Štepán Altrichter • Director de National Street
"La historia no es tan importante"
por Marta Bałaga
- Cineuropa ha entrevistado al director checo Štepán Altrichter que, tras Schmitke, vuelve al Festival de Cottbus con su segunda película, National Street
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After picking up the Best Debut Award at the FilmFestival Cottbus for his 2014 effort Schmitke [+lee también:
ficha del filme], Štepán Altrichter has come back to Germany with National Street [+lee también:
entrevista: Štepán Altrichter
ficha del filme]. Presented in the Feature Film Competition, it shows the misadventures of the violent Vandam (Hynek Čermák), who is fighting to save his favourite local bar while clearly drawing inspiration from the “Muscles from Brussels”.
Cineuropa: Your film is based on a novel by Jaroslav Rudiš, which is quite famous in the Czech Republic.
Štepán Altrichter: It was my producer Pavel Strnad [of Negativ]. He saw my debut feature, which I think he liked, and suggested I adapt it together with Jaroslav. I found it interesting, but even my mother said it was impossible – and she has nothing to do with cinema! There is this sentence by Miloš Forman, saying that if you want to adapt a book, the first thing you should not do is to shoot it the way it is. They just don’t work the same way. Ironically, I found out that working with the actual author of the novel gave me more freedom to change it. Film is like literature’s stupid little brother – everything needs to be simpler.
It feels like a Czech take on Tortilla Flat sometimes, with all of these odd characters in the background, forming a community.
For me, it was more important than the actual story. It’s strange because if you were to ask me about my favourite films, I wouldn’t be able to say what they are about. I know everything about the images, the sound and the characters, but the story? It’s just not that important.
There is this film from the 1960s called The Cremator [by Juraj Herz], and when I first read the book, that was my idea – to go inside this guy’s head. But Pavel said: “Sure, that will work for the intellectuals, but what about other people? Let’s make sure that even Vandam could watch it.” You first access it with him, and then you take a step into the unknown. The first part is more of a comedy, and the second is drama. It was important for us to get people to see Čermák being the “cool guy”, and then realise that what he is doing might not be so cool after all. This character is so ambivalent – he is likeable, but he is an arsehole. Some people have a problem with it, writing that we give too much screen time to a half-Nazi and that we didn’t take a strong enough position against him. Which for me is the most progressive part of the movie! It was all about getting through to the Vandams.
But given what is happening politically, weren’t you afraid that most of them would just feel encouraged? Seeing one of “their boys” fighting the fight, so to speak?
I was. Even the actors were. Just think about Joker – apparently there are alt-right guys trying to re-enact it, claiming it encourages them to commit acts of terrorism. It’s the same situation. I actually went to cinemas in small towns outside of Prague to introduce the film, also because I wanted to see if I had managed to pull it off and hadn’t ended up making a right-wing movie!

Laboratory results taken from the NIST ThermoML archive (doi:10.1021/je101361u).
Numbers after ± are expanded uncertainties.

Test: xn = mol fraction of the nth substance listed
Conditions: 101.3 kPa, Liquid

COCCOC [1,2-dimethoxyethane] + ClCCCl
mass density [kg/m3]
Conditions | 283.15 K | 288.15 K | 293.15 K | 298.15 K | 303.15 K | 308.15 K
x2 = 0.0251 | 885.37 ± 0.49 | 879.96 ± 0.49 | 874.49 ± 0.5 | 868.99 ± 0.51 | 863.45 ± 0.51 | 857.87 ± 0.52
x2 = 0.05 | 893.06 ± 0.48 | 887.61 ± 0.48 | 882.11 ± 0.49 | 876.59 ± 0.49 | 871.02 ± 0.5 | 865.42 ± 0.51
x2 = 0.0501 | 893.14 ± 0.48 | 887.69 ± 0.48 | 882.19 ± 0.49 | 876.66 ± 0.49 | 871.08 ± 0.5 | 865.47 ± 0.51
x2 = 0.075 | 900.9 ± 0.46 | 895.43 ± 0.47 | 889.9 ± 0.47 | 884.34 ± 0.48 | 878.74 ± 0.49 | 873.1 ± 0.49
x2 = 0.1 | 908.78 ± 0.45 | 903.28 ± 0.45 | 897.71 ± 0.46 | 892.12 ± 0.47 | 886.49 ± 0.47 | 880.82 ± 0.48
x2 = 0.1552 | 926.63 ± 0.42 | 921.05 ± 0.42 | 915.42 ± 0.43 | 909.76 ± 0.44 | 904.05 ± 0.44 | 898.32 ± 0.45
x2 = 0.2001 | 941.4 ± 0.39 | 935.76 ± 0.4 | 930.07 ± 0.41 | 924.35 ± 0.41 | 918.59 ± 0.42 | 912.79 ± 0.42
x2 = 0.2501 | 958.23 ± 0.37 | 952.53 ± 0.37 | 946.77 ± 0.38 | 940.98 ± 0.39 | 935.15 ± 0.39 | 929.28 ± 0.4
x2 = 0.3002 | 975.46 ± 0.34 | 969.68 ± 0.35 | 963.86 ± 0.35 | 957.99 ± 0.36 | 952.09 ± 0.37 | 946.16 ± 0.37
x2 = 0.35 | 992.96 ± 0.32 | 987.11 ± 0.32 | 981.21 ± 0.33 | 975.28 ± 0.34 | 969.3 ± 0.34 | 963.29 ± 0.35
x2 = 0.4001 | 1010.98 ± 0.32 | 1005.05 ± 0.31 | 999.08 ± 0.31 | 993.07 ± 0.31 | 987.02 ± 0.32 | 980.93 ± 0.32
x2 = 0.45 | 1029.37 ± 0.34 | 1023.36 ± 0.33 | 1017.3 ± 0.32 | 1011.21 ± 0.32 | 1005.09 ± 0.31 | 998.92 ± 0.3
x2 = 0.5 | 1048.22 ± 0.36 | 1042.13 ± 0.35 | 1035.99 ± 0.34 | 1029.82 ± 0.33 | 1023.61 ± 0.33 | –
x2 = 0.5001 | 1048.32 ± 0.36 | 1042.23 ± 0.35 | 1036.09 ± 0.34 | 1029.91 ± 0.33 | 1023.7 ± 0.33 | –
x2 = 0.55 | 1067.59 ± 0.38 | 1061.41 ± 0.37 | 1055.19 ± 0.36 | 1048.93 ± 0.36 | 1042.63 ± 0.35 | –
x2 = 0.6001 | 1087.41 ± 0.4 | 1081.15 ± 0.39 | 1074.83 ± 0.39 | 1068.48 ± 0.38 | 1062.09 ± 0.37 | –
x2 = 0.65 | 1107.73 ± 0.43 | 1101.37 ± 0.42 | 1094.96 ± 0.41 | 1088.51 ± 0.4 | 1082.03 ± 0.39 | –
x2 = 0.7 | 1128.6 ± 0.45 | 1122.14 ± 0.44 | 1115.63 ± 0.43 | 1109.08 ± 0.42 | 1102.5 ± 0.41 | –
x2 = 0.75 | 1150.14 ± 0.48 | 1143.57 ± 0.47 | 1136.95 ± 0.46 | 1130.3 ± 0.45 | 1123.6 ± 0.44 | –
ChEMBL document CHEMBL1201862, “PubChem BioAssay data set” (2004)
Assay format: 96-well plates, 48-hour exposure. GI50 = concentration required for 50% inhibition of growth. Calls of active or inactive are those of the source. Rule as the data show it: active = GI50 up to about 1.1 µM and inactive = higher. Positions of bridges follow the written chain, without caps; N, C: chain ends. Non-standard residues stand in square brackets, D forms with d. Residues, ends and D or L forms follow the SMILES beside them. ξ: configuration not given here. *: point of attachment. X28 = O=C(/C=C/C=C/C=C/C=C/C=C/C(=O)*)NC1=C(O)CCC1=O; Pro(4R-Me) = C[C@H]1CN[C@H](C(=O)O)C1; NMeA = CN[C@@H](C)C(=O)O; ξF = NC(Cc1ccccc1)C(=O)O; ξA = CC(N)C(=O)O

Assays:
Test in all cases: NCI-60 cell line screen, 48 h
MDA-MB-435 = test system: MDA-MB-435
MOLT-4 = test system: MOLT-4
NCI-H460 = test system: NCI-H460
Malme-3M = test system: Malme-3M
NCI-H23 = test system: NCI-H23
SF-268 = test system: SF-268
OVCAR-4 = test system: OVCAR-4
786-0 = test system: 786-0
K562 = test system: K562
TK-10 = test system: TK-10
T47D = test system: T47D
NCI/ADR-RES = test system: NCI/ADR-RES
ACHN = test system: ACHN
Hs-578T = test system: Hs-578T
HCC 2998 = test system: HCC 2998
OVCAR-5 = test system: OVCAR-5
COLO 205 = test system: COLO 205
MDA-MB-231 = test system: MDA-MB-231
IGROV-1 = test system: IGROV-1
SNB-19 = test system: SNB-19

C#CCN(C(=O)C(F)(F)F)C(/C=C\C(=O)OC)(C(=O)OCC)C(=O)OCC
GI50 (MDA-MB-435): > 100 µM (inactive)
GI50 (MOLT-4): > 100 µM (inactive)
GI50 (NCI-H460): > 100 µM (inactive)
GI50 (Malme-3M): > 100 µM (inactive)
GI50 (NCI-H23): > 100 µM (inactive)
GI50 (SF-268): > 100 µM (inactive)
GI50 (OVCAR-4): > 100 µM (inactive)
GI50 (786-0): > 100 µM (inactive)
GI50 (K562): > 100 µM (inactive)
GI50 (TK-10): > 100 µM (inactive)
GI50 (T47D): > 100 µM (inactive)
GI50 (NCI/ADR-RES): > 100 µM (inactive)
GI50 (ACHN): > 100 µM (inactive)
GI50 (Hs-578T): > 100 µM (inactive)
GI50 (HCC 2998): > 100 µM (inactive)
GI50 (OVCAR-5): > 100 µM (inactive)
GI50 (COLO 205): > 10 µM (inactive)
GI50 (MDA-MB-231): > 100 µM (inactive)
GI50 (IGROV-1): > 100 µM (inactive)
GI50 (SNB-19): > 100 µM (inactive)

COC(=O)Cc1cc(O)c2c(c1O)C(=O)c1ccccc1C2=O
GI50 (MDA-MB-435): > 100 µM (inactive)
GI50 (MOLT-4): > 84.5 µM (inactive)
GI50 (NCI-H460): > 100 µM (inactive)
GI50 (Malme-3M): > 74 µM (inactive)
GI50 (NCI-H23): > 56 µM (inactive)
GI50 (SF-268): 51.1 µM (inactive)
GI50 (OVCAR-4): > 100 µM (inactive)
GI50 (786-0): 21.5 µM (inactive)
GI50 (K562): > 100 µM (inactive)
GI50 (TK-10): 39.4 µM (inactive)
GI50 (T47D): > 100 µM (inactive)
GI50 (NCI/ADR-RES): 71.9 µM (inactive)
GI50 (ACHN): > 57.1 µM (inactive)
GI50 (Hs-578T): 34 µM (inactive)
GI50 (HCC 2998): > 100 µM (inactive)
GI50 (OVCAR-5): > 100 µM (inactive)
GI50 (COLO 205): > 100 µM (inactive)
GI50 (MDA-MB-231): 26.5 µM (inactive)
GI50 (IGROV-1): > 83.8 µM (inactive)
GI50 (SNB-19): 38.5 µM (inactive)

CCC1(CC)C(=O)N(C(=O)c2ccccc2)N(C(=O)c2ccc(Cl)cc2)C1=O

For leftist intellectuals like me, it’s certainly more dangerous, but then I asked guys who are bald and wear Bohemia Hammerskins T-shirts: “Did you like it? He’s a cool guy, isn’t he?” Perhaps to provoke them a little. I would always get the same response: “He’s a good character, but he fucks it up.” It’s simple – when he beats that guy up in the sauna, when he treats the girl the way he does, even if these are homophobic chauvinists, going into the film thinking he is one of them, they leave feeling like he is a loser. I guess some of them can still read it in a different way, but that’s why this movie is so simply done – they follow him and they go on this journey, while they wouldn’t last five minutes watching Gaspar Noé’s Irréversible. And they don’t laugh when he beats somebody up. For the “normal” audience, for the Vandams, it works. I don’t think films have that much of an impact, but some seeds have been planted, for sure.
It helps that he is rather complex and, for all the bravado, actually not that strong. He’s certainly not the “national hero” he gets called here a few times.
He has this Eastern European macho image of himself. But it’s just on the outside because he helps his friends out, and he is nice to the girl and really loves her until – well – he fucks it up. I mean, he called himself “Vandam” and keeps wearing this stupid jacket. A lot of people create this false exterior. I saw a documentary about flat Earthers once [people promoting the belief that the Earth is flat], and instead of laughing at them, it showed that some of us just don’t feel included. They want to find a community, any community, and some human contact – even if it comes with some bullshit like this. Given my Antifa past, I am not trying to sympathise with it. I just hope that people gravitate towards things like that because they are frustrated, not because they actually believe in them.
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